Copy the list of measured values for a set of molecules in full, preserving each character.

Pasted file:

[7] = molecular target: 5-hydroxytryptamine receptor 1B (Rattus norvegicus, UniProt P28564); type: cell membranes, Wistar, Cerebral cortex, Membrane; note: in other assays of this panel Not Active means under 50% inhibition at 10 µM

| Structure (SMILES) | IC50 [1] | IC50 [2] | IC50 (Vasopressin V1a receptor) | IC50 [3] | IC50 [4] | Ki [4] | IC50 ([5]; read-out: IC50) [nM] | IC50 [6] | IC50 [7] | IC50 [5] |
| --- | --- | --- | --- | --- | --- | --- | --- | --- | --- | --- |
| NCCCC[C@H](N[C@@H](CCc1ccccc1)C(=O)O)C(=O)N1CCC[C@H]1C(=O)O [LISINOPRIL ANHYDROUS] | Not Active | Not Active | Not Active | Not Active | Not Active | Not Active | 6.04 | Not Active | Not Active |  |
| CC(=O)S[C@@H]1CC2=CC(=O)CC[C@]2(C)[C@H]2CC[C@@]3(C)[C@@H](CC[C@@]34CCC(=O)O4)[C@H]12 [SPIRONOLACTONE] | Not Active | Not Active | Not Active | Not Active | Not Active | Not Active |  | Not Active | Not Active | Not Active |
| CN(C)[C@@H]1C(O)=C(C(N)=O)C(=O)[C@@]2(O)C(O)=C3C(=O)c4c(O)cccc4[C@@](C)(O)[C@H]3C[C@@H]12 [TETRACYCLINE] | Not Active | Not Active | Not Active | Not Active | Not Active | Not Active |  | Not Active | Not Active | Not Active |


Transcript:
[7] = molecular target: 5-hydroxytryptamine receptor 1B (Rattus norvegicus, UniProt P28564); type: cell membranes, Wistar, Cerebral cortex, Membrane; note: in other assays of this panel Not Active means under 50% inhibition at 10 µM

| Structure (SMILES) | IC50 [1] | IC50 [2] | IC50 (Vasopressin V1a receptor) | IC50 [3] | IC50 [4] | Ki [4] | IC50 ([5]; read-out: IC50) [nM] | IC50 [6] | IC50 [7] | IC50 [5] |
| --- | --- | --- | --- | --- | --- | --- | --- | --- | --- | --- |
| NCCCC[C@H](N[C@@H](CCc1ccccc1)C(=O)O)C(=O)N1CCC[C@H]1C(=O)O [LISINOPRIL ANHYDROUS] | Not Active | Not Active | Not Active | Not Active | Not Active | Not Active | 6.04 | Not Active | Not Active |  |
| CC(=O)S[C@@H]1CC2=CC(=O)CC[C@]2(C)[C@H]2CC[C@@]3(C)[C@@H](CC[C@@]34CCC(=O)O4)[C@H]12 [SPIRONOLACTONE] | Not Active | Not Active | Not Active | Not Active | Not Active | Not Active |  | Not Active | Not Active | Not Active |
| CN(C)[C@@H]1C(O)=C(C(N)=O)C(=O)[C@@]2(O)C(O)=C3C(=O)c4c(O)cccc4[C@@](C)(O)[C@H]3C[C@@H]12 [TETRACYCLINE] | Not Active | Not Active | Not Active | Not Active | Not Active | Not Active |  | Not Active | Not Active | Not Active |